Spending their time.
Using their gifts and giftedness to further God’s Way in the world.
Call it urgency or epiphany or faithfulness or naiveté, they are motivated to engage their faith beyond simple words. They were awakened, and now they are engaging their imaginations with actions.
Last year we spent the summer exploring the idea of our being the Risen Community. We looked at what it meant to be the church, to be a community of people devoted to one another and to the way of God.
This summer is the same, except we go one step further. We have reminded ourselves what it means to be a church, who loves and knows and cares for one another. That’s deep within your bones, and it has been for a few years now.
But what does it mean to be so devoted to one another that we honor those outside of our community of faith?
What does it look like to be devoted to one another’s faith and faithfulness in a way that keeps us from being insular and self-centered, and instead opens us open to deeper experiences of awakening and imagination because we encounter and become friends with people who aren’t just like us.
This is one of the most educated congregations I’ve been a part of, either on staff or as a member. Learning is a huge part of who you are. Educating yourselves. So, in that same spirit of learning, of listening, of growing, who do we need to open ourselves up to in our city? To listen to their stories, to learn from their experiences, to grow into new perspectives and actions?
I’m not sure which is the most wondrous part of the story, but I keep landing on this notion of sharing everything, and having everything in common.
What does that mean, to share in everything, to have everything in common?
Does it mean that conservatives and liberals must punt their ideologies out the door? Does it mean we must live in one big communal home?
I’m rarely going to preach or teach or write or have conversations where I have 100% job approval. Where everyone agrees with everything I say and believe. Pastors might want that, but it’s not a good sign.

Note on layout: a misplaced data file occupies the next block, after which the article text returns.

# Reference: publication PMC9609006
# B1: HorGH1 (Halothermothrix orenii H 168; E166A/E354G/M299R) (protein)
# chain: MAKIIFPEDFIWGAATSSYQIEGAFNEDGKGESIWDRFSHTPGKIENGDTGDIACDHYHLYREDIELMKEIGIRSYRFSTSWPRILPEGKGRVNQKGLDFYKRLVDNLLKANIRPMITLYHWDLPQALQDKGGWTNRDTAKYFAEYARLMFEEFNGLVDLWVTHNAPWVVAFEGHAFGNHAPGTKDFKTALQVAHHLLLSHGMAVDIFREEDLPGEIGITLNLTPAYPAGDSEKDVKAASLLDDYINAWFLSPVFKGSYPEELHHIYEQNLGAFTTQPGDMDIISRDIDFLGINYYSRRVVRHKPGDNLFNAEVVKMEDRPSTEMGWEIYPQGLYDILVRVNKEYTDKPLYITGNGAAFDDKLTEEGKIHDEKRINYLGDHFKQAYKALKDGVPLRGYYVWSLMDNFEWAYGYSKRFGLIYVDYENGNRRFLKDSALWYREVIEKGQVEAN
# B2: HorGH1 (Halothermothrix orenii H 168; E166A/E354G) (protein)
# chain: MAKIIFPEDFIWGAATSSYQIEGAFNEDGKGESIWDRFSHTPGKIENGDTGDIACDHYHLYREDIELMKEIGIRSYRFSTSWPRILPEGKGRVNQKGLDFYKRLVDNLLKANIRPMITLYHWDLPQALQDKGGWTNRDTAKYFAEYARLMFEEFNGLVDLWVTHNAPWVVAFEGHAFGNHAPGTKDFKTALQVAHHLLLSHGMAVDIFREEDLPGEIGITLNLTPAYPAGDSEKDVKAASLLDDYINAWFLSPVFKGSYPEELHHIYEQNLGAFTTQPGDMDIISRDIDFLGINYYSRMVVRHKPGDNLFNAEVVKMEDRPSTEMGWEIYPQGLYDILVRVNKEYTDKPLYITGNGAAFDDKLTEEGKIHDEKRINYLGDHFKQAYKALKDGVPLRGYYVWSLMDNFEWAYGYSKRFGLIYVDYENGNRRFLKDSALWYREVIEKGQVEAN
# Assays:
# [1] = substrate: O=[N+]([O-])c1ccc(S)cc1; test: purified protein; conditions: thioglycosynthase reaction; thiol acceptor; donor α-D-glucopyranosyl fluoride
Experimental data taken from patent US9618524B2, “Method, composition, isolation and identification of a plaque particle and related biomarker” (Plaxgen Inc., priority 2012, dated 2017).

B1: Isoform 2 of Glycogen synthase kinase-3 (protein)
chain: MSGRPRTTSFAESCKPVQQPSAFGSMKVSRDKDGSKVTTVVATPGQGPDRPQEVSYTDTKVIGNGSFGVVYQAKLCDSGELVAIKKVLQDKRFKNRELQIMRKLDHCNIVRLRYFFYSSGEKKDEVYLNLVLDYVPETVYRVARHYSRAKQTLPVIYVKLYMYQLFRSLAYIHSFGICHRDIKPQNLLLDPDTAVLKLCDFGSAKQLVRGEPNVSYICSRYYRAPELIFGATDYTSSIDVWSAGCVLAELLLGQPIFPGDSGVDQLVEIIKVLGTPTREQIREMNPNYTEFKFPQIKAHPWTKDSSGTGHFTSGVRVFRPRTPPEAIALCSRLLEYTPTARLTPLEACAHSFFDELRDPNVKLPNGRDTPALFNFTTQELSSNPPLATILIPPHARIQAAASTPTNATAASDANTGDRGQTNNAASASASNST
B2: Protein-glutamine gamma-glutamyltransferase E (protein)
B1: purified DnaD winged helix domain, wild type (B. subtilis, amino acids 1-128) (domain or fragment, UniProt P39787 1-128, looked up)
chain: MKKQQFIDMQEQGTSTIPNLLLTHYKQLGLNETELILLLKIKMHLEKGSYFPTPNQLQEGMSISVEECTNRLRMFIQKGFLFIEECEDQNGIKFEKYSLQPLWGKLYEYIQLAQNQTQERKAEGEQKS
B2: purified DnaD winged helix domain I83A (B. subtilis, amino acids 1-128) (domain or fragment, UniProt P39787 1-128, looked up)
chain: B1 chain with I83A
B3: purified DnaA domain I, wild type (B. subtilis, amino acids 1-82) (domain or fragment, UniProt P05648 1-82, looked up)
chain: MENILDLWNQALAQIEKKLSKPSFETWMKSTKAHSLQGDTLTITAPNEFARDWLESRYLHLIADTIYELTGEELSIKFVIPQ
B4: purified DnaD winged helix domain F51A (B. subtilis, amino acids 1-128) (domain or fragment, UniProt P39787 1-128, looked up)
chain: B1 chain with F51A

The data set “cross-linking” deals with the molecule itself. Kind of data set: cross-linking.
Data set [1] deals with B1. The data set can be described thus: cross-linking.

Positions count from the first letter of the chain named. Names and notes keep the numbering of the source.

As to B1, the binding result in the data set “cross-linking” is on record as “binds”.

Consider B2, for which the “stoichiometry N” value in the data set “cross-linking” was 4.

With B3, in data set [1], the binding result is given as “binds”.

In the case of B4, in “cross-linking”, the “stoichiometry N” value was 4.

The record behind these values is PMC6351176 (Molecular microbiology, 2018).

As a pastor, the mark of a healthy church isn’t uniformity or unanimity, but unity that stems from a willingness to be authentic and open about your beliefs. It shows that this living organism, this church, is a safe space to be vulnerable and real about who you are and what you believe.
So, maybe instead of understanding this phrase had everything in common as if we must agree on everything, maybe we think of it more like we searched for common ground.
After all, in a world in which humanity has never had more choices afforded to it than at this point now, we have myriad choices every day, perhaps one of the wonders the Spirit is still working is getting us to do the hard work of choosing to find common ground.
Surely, we can do that.
Our sibling congregation, the Riverside Church is in NYC. The Pastor, Amy Butler, recently wrote an article in USA Today. In it, she described an interaction with a man she had never met before.
The story begins with a sermon she preached about people on opposite ends of the gun debate loving one another. She used the phrase “loving your enemies,” just as Jesus calls all of us to do. The woman saw a loved one die at the hands of gun violence. The man was the owner of a website that sold the gun of George Zimmerman, who shot and killed Trayvon Martin.